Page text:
I mention this because of remarks a friend with a very good mind made in a conversation over the weekend. We both took some satisfaction in the failure of Mueller’s investigators and prosecutors to turn up anything more than chicken feed. But my friend urged me to temper my view of the outcome. He had two reasons to say this, as follows.
One, while the finding of no collusion destroys one of the two core beliefs of the compulsively anti–Trump segment of our citizenry, we are leaving the more fundamental set of lies to survive as assumed truths. At this moment we ought to be saying, “O.K., no collusion, now let us see about this matter of the alleged Russian hack of the D.N.C.’s mail servers.” Instead, attention now turns to all manner of hocus-pocus, including (a favorite of mine) Russia’s use of Deutsche Bank as a conduit to pass funds to Trump.
In short, the “Russian meddling” story remains intact and widely accepted as established fact, even though it has been convincingly demonstrated to be a concocted narrative to divert attention from what was actually in the D.N.C.’s mail. In this morning’s Times, for example, we read of “Moscow’s determined effort to sabotage the last presidential election” as if this is a truth beyond dispute. It is not. To repeat a point that will be familiar to readers of my columns, the committee’s mail was leaked by an insider, not hacked by Russians or anyone else. Forensic evidence permits no other conclusion.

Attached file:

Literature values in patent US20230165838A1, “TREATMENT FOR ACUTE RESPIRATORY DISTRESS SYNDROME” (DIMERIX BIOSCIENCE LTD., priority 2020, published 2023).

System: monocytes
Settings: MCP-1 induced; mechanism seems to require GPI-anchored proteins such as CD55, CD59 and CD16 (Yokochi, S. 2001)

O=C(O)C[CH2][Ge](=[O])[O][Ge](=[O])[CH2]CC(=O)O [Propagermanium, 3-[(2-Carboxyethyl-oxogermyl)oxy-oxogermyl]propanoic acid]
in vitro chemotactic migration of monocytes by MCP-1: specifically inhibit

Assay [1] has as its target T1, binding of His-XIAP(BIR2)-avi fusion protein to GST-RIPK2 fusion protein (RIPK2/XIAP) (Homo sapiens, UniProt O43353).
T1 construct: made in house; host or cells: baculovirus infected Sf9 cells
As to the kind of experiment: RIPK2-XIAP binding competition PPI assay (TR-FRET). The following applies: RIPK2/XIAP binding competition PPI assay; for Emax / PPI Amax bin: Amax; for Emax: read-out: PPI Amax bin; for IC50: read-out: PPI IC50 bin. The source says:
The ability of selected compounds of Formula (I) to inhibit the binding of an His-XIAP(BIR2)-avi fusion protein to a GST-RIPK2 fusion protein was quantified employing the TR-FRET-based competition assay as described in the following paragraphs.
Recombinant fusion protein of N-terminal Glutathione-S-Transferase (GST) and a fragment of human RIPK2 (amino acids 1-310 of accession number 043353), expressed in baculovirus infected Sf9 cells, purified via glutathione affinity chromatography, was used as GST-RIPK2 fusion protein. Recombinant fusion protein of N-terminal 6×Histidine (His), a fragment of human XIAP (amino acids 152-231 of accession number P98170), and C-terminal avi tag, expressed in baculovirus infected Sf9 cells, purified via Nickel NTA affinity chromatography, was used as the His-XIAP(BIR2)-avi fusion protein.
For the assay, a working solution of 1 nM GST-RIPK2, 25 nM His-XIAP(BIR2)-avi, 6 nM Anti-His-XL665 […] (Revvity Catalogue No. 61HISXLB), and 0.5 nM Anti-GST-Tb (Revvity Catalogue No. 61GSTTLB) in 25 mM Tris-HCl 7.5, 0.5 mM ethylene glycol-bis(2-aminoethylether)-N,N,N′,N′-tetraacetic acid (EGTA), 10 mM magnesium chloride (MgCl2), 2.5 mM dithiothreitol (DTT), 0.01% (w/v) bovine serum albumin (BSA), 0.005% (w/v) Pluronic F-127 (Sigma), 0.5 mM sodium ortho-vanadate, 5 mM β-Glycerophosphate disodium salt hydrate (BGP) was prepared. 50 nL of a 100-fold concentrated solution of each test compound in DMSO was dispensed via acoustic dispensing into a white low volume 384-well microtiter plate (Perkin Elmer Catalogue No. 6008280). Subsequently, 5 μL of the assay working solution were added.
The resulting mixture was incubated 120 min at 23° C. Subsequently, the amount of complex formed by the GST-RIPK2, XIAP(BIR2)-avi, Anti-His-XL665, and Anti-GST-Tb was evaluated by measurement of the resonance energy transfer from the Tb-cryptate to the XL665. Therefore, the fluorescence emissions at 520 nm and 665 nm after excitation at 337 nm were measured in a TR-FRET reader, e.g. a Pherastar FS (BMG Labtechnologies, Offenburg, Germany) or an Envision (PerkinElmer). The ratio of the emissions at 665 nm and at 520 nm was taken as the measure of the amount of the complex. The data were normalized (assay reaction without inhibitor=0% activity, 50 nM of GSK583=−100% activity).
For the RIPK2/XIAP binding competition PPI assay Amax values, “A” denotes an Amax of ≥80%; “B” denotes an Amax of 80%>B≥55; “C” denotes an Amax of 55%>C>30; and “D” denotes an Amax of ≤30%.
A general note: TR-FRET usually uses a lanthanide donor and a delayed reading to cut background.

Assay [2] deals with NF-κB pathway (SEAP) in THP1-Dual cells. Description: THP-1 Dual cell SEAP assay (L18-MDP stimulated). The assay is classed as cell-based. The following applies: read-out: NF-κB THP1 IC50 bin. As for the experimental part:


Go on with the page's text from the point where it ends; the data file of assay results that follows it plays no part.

Two, and maybe more interesting, my friend called my attention to Germany during the Nazi years and said something we all ought to devote some thought to. It has long been common to question how almost an entire population could be taken in such that they were able to block from their minds the gruesome truths of Nazi rule. Over the past three years of Russiagate, my friend suggested, Americans have made of themselves a perfectly legible illustration of precisely how a large proportion of a society can be thusly taken in when the truth sits right in front of them.
I HAVE NOT READ masses of material published since the Mueller report began to be made public, and I do not intend to. But a faithful reader and supporter sent one piece this morning that is much worth noting. It is by Jonathan Cook, and it is an acutely reasoned analysis of the weekend’s events. Cook titles the piece “Three lessons from the ‘failed’ Mueller inquiry.” I pass it on here. It greatly deserves to be read.